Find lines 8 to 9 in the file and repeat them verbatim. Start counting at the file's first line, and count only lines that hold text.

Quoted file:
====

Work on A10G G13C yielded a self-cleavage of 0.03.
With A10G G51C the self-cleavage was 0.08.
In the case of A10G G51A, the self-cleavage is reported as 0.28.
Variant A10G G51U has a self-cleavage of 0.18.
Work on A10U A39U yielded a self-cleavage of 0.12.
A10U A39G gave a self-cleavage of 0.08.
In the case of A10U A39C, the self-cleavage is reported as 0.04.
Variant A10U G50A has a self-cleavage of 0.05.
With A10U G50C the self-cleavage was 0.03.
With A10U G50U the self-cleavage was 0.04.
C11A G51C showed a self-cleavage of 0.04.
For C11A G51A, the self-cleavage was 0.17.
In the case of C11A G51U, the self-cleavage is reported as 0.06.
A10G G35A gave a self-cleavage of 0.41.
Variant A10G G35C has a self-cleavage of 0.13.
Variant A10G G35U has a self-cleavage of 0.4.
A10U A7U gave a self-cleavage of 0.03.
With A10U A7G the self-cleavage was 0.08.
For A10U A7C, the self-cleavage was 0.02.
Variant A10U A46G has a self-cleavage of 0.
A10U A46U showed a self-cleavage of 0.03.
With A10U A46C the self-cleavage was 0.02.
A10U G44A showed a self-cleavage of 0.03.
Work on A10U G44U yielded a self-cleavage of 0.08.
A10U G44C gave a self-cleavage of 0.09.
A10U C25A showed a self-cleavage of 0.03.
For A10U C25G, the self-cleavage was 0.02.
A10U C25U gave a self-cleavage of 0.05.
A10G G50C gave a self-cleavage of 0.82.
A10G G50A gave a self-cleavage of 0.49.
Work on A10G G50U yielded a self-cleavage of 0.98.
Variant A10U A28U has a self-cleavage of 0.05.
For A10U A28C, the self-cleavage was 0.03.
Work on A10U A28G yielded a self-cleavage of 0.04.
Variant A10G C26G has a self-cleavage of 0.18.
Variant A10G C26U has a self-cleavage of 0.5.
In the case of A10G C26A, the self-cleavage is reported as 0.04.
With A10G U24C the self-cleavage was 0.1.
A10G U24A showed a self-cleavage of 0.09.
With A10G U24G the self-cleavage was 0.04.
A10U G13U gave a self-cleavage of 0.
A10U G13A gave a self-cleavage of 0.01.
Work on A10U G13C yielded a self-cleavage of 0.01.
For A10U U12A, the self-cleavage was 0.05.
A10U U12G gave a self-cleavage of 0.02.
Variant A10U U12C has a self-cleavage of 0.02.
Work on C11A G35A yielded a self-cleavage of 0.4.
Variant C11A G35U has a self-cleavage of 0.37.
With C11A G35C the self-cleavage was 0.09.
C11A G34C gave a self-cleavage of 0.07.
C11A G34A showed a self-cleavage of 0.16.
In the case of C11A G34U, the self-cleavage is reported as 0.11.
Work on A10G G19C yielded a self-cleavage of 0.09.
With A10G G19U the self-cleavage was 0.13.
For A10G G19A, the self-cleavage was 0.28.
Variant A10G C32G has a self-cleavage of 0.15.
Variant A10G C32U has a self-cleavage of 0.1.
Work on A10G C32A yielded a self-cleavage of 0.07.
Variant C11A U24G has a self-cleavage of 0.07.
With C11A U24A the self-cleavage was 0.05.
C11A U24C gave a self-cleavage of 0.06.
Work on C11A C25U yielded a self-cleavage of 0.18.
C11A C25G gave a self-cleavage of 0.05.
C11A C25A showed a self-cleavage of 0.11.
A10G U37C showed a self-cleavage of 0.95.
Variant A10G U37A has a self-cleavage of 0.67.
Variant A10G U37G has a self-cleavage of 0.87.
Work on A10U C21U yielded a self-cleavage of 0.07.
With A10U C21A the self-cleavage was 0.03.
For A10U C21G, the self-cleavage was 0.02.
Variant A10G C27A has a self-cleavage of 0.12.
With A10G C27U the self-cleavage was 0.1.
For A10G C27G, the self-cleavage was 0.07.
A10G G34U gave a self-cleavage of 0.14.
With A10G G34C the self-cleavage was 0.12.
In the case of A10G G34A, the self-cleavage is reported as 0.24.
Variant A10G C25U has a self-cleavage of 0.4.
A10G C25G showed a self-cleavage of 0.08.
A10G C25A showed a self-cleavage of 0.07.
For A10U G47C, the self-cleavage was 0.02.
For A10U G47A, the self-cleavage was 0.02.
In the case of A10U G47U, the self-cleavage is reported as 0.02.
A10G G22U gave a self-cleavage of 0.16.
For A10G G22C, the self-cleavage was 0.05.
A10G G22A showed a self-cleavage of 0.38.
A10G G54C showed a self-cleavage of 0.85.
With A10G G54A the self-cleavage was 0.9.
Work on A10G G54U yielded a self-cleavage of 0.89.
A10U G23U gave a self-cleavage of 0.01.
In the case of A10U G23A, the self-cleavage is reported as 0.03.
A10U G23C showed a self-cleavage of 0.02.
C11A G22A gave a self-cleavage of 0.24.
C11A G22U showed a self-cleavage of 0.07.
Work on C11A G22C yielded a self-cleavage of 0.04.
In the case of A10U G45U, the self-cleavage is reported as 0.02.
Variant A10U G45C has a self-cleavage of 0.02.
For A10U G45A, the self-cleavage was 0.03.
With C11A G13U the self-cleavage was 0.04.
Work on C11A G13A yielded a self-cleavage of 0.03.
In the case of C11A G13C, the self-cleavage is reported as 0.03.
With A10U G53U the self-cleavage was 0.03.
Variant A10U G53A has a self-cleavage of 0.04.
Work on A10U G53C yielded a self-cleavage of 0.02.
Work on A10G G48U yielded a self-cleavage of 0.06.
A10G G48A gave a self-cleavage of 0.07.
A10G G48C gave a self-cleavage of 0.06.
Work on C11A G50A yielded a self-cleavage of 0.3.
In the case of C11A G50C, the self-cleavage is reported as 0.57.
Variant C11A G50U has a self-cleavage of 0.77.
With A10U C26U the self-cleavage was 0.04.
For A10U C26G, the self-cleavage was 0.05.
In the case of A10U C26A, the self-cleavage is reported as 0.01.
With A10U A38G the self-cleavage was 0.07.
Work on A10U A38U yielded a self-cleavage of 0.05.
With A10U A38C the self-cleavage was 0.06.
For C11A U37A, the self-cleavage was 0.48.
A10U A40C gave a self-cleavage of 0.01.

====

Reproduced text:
Variant A10U G50A has a self-cleavage of 0.05.
With A10U G50C the self-cleavage was 0.03.